It can be kind of annoying sometimes, and humbling, but the truth is that the human brain is calibrated for speed, not accuracy.
It makes sense when you think of it from an evolutionary perspective. Snap decisions are crucial in survival settings. If you’re being chased by a predator, it’s more important that you react quickly. More important that you react at all. Not that you respond 100% correctly as opposed to 80% or 90% correctly.
If you don’t react at all, you’ll get eaten.
So your decision-making skills are messy, but you figure out you need to run away or fight — or whatever it is your amygdala decides — ASAP.
Now, the modern world isn’t without its own challenges. But they’re rarely as clearcut as being chased by a predator. Many times you’re faced with a complex social situation or are late to work because you’re stuck in rush hour traffic…
And you feel like something is chasing you. But it never goes away.
Furthermore, you’re often faced with complicated decisions where accuracy might be more important than brute speed, strictly speaking.
And yet, we can’t escape the cognitive biases that are so innate to us, part of this machinery that’s trying to help us but often screws things up in our modern world.
In today’s piece I’d like to talk about a bias known as anchoring.
What’s Anchoring Bias?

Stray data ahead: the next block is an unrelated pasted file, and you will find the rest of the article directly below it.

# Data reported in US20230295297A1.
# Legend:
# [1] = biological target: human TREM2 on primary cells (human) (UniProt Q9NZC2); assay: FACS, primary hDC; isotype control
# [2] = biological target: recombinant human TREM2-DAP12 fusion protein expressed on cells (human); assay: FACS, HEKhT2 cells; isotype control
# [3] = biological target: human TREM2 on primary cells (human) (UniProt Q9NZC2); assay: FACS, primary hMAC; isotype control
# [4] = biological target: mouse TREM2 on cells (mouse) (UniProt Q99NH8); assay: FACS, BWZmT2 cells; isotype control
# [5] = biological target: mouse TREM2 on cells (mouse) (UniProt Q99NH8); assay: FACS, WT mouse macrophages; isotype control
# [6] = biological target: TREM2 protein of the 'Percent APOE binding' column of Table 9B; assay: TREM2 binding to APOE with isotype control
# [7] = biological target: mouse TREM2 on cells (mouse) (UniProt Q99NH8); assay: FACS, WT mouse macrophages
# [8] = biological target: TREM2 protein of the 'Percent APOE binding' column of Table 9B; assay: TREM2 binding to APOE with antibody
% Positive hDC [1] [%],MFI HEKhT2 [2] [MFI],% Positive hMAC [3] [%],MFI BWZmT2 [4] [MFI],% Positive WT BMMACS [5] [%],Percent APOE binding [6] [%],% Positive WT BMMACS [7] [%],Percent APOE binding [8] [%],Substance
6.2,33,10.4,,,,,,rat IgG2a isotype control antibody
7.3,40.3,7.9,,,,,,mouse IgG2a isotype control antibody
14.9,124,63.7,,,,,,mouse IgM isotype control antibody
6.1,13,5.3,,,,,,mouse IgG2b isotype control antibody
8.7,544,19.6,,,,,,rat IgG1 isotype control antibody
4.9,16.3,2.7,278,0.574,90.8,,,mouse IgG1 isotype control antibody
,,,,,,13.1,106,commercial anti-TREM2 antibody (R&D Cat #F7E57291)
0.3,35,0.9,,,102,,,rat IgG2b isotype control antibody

Anchoring is a pretty straightforward cognitive bias. Basically, when you are falling prone to anchoring, the first thing you encounter influences your judgement of everything else that follows, whether or not it should.
What this means is a person’s introduction to something — whatever it is — is typically overweighted in their knowledge base. Even if that source is waaaaay off the mark, it will typically take a disproportionate amount of contradictory clarifying information for someone to discard their introduction to it.
Anchoring is loosely related to other cognitive biases that affect decision-making, but it is probably most closely related to one called confirmation bias that more people are familiar with. Confirmation bias was covered in a previous installment of this series. Briefly however, confirmation bias is an incredibly common tendency for folks to interpret information in a way that confirms their existing beliefs rather than challenging them.
This post is part of an ongoing Poly Land feature called Psyched for the Weekend, in which I geek out with brief takes about some of my favorite psychological studies and concepts. For the entire series, please see this link.
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